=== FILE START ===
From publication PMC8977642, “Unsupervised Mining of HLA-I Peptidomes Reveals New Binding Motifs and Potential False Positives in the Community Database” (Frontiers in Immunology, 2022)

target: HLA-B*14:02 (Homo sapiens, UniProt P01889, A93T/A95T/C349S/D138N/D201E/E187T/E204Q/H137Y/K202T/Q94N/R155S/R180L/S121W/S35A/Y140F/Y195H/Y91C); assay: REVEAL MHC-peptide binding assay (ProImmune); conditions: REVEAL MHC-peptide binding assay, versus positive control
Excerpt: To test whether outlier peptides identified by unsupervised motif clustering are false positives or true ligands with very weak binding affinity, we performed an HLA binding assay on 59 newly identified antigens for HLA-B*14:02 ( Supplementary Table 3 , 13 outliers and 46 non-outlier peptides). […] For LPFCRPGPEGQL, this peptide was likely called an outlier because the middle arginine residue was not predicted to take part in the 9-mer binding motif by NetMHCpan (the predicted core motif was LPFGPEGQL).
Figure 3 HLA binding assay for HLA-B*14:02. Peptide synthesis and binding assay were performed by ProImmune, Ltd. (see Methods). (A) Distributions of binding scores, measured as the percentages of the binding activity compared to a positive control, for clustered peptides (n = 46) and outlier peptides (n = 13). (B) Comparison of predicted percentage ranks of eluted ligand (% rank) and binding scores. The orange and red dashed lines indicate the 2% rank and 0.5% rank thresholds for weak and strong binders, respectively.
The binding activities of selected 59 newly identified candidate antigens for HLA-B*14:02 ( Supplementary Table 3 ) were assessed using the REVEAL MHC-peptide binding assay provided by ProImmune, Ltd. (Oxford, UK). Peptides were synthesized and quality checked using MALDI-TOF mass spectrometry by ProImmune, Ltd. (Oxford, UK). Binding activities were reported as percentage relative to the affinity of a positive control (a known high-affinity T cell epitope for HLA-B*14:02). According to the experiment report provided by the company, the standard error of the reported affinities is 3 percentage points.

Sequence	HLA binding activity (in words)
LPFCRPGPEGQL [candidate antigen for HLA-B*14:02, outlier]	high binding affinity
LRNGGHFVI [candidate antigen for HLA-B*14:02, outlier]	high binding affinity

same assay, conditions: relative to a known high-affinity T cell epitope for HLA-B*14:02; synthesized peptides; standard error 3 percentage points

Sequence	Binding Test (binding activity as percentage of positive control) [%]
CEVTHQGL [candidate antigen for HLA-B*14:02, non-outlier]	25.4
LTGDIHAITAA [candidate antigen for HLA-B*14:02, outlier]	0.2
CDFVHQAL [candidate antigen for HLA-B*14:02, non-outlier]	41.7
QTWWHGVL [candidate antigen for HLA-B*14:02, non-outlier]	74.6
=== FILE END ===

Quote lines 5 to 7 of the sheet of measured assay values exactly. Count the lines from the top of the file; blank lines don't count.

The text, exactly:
The binding activities of selected 59 newly identified candidate antigens for HLA-B*14:02 ( Supplementary Table 3 ) were assessed using the REVEAL MHC-peptide binding assay provided by ProImmune, Ltd. (Oxford, UK). Peptides were synthesized and quality checked using MALDI-TOF mass spectrometry by ProImmune, Ltd. (Oxford, UK). Binding activities were reported as percentage relative to the affinity of a positive control (a known high-affinity T cell epitope for HLA-B*14:02). According to the experiment report provided by the company, the standard error of the reported affinities is 3 percentage points.

Sequence	HLA binding activity (in words)
LPFCRPGPEGQL [candidate antigen for HLA-B*14:02, outlier]	high binding affinity